American major: rare survey of H.C. Westermann's post-war works on show

Gallery space, white walls and ceiling with lights, concrete floor and archway, floor standing wooden art pieces placed around the floor, additional room in view with display tables of wooden art pieces
The American printmaker and sculptor H.C. Westermann is the subject of a rare survey that's being presented at Venus Over Manhattan this week
(Image credit: Courtesy of Venus Over Manhattan )

What does America look like? It depends on your perspective. The printmaker and sculptor H.C. Westermann fought in two wars, was a master carpenter, a student at the School of the Art Institute, Chicago (opens in new tab), and worked for a time as an acrobat. His unique outlook pervades his work’s indefinable style and distinctive obsidian humour. Westermann inspired the next generation of American underground artists, including the Bay Area’s 'funk art' scene and legendary Chicago Imagists Hairy Who — but since a 1978 retrospective at the Whitney Museum (opens in new tab) in New York, there hasn’t been an ambitious attempt to survey his work. Opening at Venus Over Manhattan (opens in new tab) in New York this week, ‘See America First’ is a major presentation of H.C. Westermann’s work.

‘I have spent months studying the work and now I have become a total fanatic geek on both the artist, the man and his work. He made very little work — about 350 pieces of significance in the catalog raisonneé,' says gallery owner Adam Lindemann, who curated the show. Lindemann was friends with the sons of Allan Frumkin (opens in new tab), Westermann’s longtime dealer, and came into contact with Westermann’s work at their house as a child.

It’s through this personal connection that Lindemann was able to access 20 illustrated letters sent from Westermann to Frumkin during a road trip in America. Lindemann says, 'These letters are full of wild drawings and fantasies, they are just amazing.' The letters will be presented alongside a collection of 100 sculptures and works on paper.

While changing morals, militarism and materialism in pre and postwar US are themes in Westermann’s work, he also conveys a complex perspective of nationhood that is a concern as contemporary as ever.

Gallery space, white walls and ceiling with black frame spotlights, concrete floor and archway, display tables of wooden art pieces, small section of framed artwork on right wall, additional room in view floor standing wooden art pieces placed around the floor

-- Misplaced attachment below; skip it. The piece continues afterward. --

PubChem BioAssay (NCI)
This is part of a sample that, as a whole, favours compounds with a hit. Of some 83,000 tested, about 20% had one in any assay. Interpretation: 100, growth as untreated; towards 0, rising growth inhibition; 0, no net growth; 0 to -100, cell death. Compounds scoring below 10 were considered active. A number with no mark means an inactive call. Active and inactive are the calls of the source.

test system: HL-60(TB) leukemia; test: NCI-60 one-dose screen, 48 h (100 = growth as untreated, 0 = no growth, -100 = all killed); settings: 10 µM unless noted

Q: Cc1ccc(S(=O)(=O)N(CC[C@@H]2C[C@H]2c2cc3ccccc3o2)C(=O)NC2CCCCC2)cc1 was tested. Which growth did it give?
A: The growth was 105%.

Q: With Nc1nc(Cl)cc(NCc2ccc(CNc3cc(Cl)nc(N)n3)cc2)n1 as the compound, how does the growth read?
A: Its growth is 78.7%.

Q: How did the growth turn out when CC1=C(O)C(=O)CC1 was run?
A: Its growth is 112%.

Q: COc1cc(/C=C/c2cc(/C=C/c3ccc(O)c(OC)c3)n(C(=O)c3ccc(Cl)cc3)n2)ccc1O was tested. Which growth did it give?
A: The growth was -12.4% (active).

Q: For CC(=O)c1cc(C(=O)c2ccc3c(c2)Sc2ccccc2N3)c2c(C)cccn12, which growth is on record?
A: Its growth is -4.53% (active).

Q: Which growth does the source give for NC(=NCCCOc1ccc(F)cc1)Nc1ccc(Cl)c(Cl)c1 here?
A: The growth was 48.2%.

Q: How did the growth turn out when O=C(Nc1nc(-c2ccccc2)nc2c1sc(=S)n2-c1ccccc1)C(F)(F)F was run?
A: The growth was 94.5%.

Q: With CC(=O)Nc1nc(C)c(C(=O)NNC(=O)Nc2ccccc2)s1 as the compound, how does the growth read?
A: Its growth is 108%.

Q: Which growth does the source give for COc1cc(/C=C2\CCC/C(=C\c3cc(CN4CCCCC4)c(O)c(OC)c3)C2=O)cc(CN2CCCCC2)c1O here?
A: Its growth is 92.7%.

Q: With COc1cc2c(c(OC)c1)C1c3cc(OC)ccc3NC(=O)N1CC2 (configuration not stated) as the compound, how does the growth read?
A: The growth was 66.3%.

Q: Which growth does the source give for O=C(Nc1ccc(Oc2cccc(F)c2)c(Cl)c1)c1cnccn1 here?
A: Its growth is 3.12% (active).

‘See America First’ is a major presentation of H.C. Westermann’s work. The last retrospective of the artist was organised at the Whitney Museum in New York in 1978

(Image credit: Courtesy of Venus Over Manhattan)

Black and white image of the artist H.C. Westermann, sat smiling on the bumper of an old vintage style truck, dirt style road, vast grass terrain landscape in the backdrop, cloudy sky

The artist H.C. Westermann, who fought in two world wars, was a master carpenter, a student at the School of the Art Institute, Chicago, and worked for a time as an acrobat, amongst other things

(Image credit: Courtesy of Venus Over Manhattan)

White & colourful splatter paint sculpture in the shape of a cactus, mounted on a wooden plinth with the words 'Texas Cactus' engraved into the wood, white background

Venus Over Manhattan's exhibition presents personal letters of the artist's alongside a collection of 100 sculptures and works on paper. Pictured: 'Texas Cactus', 1979-80, douglas fir, plywood, sugar pine, enamel, masonite, sapling

(Image credit: Courtesy of Venus Over Manhattan)

Wooden art piece in a glass and wood display case, white background

Gallery owner Adam Lindemann was friends with the sons of Allan Frumkin, Westermann’s longtime dealer, and was able to access 20 illustrated letters sent from Westermann to Frumkin during a road trip in America. Pictured: 'Death Ship Runover by a '66 Lincoln Continental', 1966, pine, plate glass, ebony, US dollar bills, putty, brass, ink

(Image credit: Courtesy of Venus Over Manhattan)

Red wooden sculpture, set on a plinth with engraving 'Red King' , white background

‘See America First’ is a major presentation of H.C. Westermann’s work, in the artist’s native city. Pictured: 'Swingin' Red King', 1961, pine, pine moulding, plywood, enamel

(Image credit: Courtesy of Venus Over Manhattan)

INFORMATION

'See America First' runs until 19 December

Photography courtesy of Venus Over Manhattan

ADDRESS

Venus Over Manhattan (opens in new tab)
980 Madison Avenue
3rd Floor
New York

VIEW GOOGLE MAPS (opens in new tab)

Charlotte Jansen is a journalist and the author of two books on photography, Girl on Girl (2017) and Photography Now (2021). She is commissioning editor at Elephant magazine and has written on contemporary art and culture for The Guardian, the Financial Times, ELLE, the British Journal of Photography, Frieze and Artsy. Jansen is also presenter of Dior Talks podcast series, The Female Gaze.